First, a chart with a solid line was presented at a distance of 30 cm. Thereafter, charts with dotted lines with incrementally larger spacing were presented. When the patient recognizes the presented line as being straight, the visual angle of that line is taken as the metamorphopsia degree. The vertical and horizontal score was measured, and the higher score was used as the M-CHARTS score. In this eye, the vertical (A) and horizontal (B) metamorphopsia were 0.5 and 0.4. The M-CHARTS score of this eye is 0.5.
Measurement of retinal structural changes with optical coherence tomography
Morphologic evaluations and quantitative measurements of ME associated with BRVO were performed by OCT. The entire macular area was examined with sequential OCT sectioning to detect any serous retinal detachment or cystoid spaces. Quantitative measurements were performed using a vertical section acquired through the foveal center because the BRVO-affected retina was mainly located on either the upper hemisphere or the lower hemisphere of the retina. In the current study, the thickness of the inner retina was defined as the vertical distance between the vitreoretinal interface and the outer surface of the inner nuclear layer. The thickness of the outer retina was defined as the vertical distance between the outer surface of the inner nuclear layer and the inner surface of the retinal pigment epithelium. The total retinal thickness was defined as the distance between the vitreoretinal interface and the inner surface of the retinal pigment epithelium.
On the vertical section through the foveal center, the inner, outer, and total retinal thickness were measured at 1 mm, 2 mm, and 3 mm from the foveal center on the affected retinal side, respectively (Fig 2). The maximum thickness of the inner, outer, or total retina was defined as the maximum value among the three measurements (Fig 2). The thickness of the serous retinal detachment was measured manually at the largest point, which was frequently at the fovea . These measurements were performed at baseline and one month after the initial treatment by one grader (KM) in a masked fashion.
On the vertical section through the foveal center, the inner (yellow arrows), outer (blue arrows), and total (red arrows) retinal thickness was measured at 1 mm, 2 mm, and 3 mm from the center of the fovea toward the affected side of the retina, respectively. The maximum thickness of the inner, outer, or total retina was determined as the largest among the three measurements.
Statistical analysis was performed using SPSS, version 21.0.0 (IBM Japan, Tokyo, Japan). All values are presented as the means ± standard deviation. The best-corrected VA was converted to a logarithm of the minimum angle of resolution (logMAR) equivalent for statistical analysis. The M-CHARTS score was considered to be changed when the change in score was greater than 0.1 . Comparisons between baseline and posttreatment values were performed using the paired t-test. Bivariate relationships were analyzed using the Pearson’s correlation coefficient to evaluate the correlation between each measurement value and the M-CHARTS score. A value of p < 0.05 was considered statistically significant.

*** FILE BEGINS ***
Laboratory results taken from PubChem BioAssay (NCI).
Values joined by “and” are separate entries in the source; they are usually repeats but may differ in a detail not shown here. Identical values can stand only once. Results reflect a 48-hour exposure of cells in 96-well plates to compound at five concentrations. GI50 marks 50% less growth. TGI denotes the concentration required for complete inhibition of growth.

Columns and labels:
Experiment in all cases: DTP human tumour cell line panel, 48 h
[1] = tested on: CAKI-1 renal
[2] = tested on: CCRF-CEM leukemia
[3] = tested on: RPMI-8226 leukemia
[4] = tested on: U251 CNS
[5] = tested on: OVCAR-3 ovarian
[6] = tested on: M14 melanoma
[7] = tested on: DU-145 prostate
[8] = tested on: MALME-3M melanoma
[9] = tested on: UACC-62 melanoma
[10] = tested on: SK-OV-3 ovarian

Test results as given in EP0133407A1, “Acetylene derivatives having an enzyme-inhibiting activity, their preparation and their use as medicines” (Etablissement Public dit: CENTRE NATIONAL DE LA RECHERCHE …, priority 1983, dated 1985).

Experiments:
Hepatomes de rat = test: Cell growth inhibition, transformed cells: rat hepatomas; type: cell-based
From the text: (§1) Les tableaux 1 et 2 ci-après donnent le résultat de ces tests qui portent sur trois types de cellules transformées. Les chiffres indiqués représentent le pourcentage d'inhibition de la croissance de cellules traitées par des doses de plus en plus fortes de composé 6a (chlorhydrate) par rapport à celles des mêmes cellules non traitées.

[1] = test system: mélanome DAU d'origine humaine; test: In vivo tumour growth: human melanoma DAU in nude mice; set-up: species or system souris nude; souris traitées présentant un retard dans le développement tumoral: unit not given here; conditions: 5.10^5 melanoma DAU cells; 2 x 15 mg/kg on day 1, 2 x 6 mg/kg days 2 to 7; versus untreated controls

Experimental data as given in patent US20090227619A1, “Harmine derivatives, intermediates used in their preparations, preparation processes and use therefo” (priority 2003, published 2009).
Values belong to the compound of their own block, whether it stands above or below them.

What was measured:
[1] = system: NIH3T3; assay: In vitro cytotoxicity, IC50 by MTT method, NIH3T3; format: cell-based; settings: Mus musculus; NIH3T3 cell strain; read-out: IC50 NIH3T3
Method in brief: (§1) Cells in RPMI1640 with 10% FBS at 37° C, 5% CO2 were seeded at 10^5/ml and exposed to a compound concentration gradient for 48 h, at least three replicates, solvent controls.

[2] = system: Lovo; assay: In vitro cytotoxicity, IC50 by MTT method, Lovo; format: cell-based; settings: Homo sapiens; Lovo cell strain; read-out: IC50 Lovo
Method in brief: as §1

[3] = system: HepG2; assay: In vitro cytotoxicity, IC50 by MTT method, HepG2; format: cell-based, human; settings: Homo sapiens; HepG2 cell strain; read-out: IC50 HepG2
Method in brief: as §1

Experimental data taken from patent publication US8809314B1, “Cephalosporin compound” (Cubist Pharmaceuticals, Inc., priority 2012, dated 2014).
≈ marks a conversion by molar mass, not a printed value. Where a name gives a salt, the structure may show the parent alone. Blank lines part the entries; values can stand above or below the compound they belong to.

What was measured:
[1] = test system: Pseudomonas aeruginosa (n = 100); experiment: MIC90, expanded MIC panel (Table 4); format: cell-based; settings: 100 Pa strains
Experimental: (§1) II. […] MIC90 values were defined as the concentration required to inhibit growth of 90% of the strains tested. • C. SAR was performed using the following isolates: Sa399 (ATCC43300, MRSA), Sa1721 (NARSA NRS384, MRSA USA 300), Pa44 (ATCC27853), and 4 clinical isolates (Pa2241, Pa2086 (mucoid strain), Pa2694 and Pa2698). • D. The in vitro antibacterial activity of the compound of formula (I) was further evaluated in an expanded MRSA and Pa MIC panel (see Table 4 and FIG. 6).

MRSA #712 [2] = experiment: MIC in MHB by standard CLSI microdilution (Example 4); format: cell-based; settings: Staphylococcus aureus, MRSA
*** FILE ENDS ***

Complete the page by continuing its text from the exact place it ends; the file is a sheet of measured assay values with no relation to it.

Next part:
Table 1 shows the baseline measurements of all patients eligible in this study. At baseline, all eyes showed visual disturbance associated with acute BRVO; the mean VA was 0.33 ± 0.31, and the mean total foveal thickness was 467.2 ± 191.5 μm. The maximum inner, outer, and total retinal thickness was 312.6 ± 90.4 μm, 294.5 ± 114.3 μm, and 588.3 ± 163.9 μm, respectively. Of 42 eyes, 21 (50.0%) showed serous retinal detachment at the fovea.
Metamorphopsia was quantified using M-CHARTS. Of 42 eyes, no metamorphopsia was detected in 13 (31.0%) eyes. Metamorphopsia was detected in the vertical and/or horizontal directions in 29 (69.0%) eyes. The mean vertical and horizontal scores were 0.59 ± 0.57 and 0.52 ± 0.67, respectively (Table 2). The vertical score was slightly greater than the horizontal score, although the difference was not significant (p = 0.070).
The higher score of the vertical and horizontal scores was used as the M-CHARTS score. Table 3 shows the association of the baseline M-CHARTS score and the baseline morphological parameters with OCT. While the VA showed no association with the M-CHARTS score, the total foveal thickness was associated with the M-CHARTS score (r = 0.43, p = 0.004). The M-CHARTS score had no association with the maximum inner retinal thickness (r = 0.10, p = 0.527), but it was correlated with the thickness of the serous retinal detachment (r = 0.31, p = 0.047) and with the maximum outer retinal thickness (r = 0.36, p = 0.020; Fig 3). Metamorphopsia seemed to be mainly associated with the morphological changes of the outer aspect of the retina.